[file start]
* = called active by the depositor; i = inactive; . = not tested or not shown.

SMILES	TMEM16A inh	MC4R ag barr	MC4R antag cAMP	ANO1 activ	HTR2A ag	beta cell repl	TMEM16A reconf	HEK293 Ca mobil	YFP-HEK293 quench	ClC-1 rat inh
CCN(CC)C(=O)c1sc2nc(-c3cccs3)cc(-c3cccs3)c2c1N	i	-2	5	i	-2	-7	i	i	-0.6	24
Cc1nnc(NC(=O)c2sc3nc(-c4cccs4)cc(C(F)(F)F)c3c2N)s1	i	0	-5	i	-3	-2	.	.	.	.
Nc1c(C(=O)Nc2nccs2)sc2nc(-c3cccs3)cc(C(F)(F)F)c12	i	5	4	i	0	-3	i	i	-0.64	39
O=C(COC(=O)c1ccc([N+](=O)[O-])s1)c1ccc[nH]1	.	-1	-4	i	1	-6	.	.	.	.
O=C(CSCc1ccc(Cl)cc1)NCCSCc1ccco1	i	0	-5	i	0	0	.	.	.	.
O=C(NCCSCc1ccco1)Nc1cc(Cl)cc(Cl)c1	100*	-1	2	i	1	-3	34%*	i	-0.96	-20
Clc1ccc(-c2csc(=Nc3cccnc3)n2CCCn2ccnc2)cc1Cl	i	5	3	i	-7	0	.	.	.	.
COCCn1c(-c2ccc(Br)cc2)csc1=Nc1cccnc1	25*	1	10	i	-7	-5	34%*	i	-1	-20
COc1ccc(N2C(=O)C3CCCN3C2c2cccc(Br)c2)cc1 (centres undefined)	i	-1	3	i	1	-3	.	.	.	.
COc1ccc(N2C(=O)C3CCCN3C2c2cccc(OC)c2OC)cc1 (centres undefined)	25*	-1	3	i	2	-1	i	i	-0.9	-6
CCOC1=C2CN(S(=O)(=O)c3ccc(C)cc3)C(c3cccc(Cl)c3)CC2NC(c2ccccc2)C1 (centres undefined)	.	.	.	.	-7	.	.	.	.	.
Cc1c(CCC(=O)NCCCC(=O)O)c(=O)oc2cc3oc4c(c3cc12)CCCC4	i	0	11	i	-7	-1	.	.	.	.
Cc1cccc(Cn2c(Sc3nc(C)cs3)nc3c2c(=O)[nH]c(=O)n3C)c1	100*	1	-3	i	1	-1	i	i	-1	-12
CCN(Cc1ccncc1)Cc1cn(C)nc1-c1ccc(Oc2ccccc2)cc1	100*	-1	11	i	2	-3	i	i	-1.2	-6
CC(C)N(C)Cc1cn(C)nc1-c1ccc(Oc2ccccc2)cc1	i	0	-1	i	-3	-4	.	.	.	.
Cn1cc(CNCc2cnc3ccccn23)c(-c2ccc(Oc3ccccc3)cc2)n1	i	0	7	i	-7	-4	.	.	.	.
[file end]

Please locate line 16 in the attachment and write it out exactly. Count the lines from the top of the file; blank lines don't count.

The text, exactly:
CCN(Cc1ccncc1)Cc1cn(C)nc1-c1ccc(Oc2ccccc2)cc1	100*	-1	11	i	2	-3	i	i	-1.2	-6